Wednesday, September 28, 2011

Deborah Blake on Celebrating Halloween at Your Store

Hi Booksellers,

Looking for ways to attract a crowd on Halloween? Here’s some fun, inexpensive ideas from author Deborah Blake on how to appropriately celebrate this sacred Pagan holiday at your store.

Celebrating Halloween and its Pagan Roots
By Deborah Blake

Halloween is a holiday that has an origin deep in Pagan roots. Its name comes from the Christian holiday of All Hallows Eve, or Hallow Evening (hence Hallow E’en), which in turn was taken from the Pagan holiday we now call Samhain—pronounced Sow-win. Samhain is one of the most important holidays of the year for Pagans and Witches; it is considered to be the day on which the veil between the worlds is at its thinnest, and it is possible to speak to those we have lost, whether the recent dead or our ancestors. You can see where the “spooky” reputation of this holiday came from!

It can be tricky to balance the sacred nature of the spiritual holiday with the more commercial aspects of the secular celebrations that most people are accustomed to—but here are some suggestions for Halloween events that won’t demean the holiday . . . or cost an arm and a leg to put on.

Treasure Hunts
One of the easiest and most fun Halloween events that I have hosted at various bookstores is the “treasure hunt.” Find all the books in the store that have spooky or magical themes; this can include children’s stories, real-life books on ghosts, anything Pagan or related to Witches (yes—Harry Potter counts!), etc. You can then either write up a list for people to use as they hunt for the books (in which case, they have the list later to possibly shop from), or place bookmarks or other “markers” in the books that count towards the treasure hunt. You could even put a bookmark that is a coupon for any book it is in, in the hopes of selling a few in the process.

If you have a metaphysical or New Age store, you could try a scavenger hunt with clues, like “I am a clear rock used for boosting psychic energy” for a quartz crystal.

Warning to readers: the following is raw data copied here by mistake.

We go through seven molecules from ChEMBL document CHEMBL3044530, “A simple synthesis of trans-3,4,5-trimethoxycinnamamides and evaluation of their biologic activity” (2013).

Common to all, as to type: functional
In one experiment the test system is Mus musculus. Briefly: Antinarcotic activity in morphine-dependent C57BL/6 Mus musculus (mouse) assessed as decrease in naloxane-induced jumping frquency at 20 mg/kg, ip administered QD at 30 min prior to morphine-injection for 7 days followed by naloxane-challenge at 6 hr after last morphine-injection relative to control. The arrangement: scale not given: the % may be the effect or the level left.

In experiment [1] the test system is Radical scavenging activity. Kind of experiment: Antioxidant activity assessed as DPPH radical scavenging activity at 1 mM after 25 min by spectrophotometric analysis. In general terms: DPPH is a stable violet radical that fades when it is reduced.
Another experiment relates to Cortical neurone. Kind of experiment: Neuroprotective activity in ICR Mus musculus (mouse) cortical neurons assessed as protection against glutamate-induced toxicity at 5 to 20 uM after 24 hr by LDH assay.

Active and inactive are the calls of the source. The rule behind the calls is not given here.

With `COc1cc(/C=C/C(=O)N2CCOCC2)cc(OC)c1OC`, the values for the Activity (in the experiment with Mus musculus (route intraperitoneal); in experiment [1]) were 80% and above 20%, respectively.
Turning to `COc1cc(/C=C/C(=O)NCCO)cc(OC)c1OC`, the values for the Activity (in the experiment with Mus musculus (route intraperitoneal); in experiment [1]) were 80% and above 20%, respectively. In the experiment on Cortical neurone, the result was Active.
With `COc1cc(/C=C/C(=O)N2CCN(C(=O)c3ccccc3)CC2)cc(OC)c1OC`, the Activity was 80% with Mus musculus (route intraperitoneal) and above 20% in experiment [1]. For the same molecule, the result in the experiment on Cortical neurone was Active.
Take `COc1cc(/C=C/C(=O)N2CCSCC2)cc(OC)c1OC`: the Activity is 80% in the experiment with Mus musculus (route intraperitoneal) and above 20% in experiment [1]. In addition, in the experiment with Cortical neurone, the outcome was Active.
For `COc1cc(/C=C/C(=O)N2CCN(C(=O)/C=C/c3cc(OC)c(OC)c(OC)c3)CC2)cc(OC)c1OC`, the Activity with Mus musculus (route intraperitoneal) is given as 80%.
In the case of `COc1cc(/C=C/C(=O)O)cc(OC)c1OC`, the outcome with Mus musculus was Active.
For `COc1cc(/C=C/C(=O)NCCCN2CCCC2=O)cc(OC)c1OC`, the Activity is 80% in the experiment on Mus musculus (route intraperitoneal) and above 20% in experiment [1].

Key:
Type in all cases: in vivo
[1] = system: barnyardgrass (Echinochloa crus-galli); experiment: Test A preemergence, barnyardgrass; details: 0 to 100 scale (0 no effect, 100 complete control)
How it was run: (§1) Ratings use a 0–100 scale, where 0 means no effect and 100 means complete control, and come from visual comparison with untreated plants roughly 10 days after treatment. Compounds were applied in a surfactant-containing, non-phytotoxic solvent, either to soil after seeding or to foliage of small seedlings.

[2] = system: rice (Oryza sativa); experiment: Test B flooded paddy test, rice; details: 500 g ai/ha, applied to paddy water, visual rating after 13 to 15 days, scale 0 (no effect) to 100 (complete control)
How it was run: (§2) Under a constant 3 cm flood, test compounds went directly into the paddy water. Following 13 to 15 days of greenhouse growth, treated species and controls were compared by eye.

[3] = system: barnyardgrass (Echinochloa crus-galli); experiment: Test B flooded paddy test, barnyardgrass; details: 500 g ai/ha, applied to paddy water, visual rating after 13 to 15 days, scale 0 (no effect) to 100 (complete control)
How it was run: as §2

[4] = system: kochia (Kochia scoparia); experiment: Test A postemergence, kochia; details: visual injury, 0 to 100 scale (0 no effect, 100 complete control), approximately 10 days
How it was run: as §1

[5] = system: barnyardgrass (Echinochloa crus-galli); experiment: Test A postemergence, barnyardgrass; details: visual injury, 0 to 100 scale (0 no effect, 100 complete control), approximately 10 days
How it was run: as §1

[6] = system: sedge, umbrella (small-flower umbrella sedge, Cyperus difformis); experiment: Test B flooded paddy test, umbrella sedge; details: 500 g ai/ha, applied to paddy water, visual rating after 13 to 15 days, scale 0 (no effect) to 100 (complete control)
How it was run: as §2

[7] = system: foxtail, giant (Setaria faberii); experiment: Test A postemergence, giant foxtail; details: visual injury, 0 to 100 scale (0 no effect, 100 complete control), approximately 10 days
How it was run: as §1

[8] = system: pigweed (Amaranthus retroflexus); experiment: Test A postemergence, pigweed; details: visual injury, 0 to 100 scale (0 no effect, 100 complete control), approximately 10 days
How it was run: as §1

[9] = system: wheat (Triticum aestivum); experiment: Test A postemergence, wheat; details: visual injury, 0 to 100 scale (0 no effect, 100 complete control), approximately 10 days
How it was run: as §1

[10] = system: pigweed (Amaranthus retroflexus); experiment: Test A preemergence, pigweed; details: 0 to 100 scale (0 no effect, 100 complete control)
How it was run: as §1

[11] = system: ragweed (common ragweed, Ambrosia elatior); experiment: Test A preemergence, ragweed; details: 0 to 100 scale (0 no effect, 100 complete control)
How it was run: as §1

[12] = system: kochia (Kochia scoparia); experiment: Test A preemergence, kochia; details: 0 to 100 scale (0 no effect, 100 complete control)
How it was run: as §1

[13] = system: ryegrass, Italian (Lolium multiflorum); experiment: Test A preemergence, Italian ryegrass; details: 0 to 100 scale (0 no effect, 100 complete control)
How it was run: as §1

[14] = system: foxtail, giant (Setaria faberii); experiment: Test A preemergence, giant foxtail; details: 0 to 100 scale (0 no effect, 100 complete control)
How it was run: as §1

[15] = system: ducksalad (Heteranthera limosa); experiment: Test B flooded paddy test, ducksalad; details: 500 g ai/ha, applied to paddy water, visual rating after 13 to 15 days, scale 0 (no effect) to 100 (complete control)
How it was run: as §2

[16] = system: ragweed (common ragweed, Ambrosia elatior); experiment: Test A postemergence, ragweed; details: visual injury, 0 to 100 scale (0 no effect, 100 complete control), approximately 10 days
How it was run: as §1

You could give a special prize to the first few customers who find all the “treasures” or simply offer candy and Halloween goodies to all participants. 

This can be aimed at kids or adults. You could invite a local author for a reading/signing event. Or arrange to have a staff member tell spooky or witchy stories.

Host a Costume Contest
Invite your staff to dress up, too.

Special Guests
Tarot readers and tealeaf readers are a popular attraction, and you can display books about psychic phenomenon near the reader’s table.

I suggest steering clear of insulting stereotypical witch make-up (long nose, green face and the like), but everyone loves a long black dress and a pointy hat. The trick is to celebrate this important Pagan holiday with respect, and treat all who come into your store as though they were V.I.W.’s—Very Important Witches.


Photo by John Mazarak
Deborah Blake's most recent book is Witchcraft on a Shoestring. She is also the author of Circle, Coven and Grove, Everyday Witch A to Z, The Goddess is in the Details, and Everyday Witch A to Z Spellbook. She has published numerous articles in Pagan publications, including Llewellyn annuals and has an ongoing column in Witches & Pagans Magazine.

When not writing, Deborah runs The Artisans’ Guild, a cooperative shop she founded with a friend in 1999, and also works as a jewelry maker. She lives in a 100 year old farmhouse in rural upstate New York with five cats who supervise all her activities, both magickal and mundane.

Witchcraft on a Shoestring
by Deborah Blake

Deborah can be found online at Facebook and Twitter. Or check out her website.

Deborah on her favorite metaphysical store:
“I get most of my supplies from AzureGreen and I have for many years. They have a wide range of stock, good quality and low prices, and the nicest folks working there. They’re a small company and I love them.”

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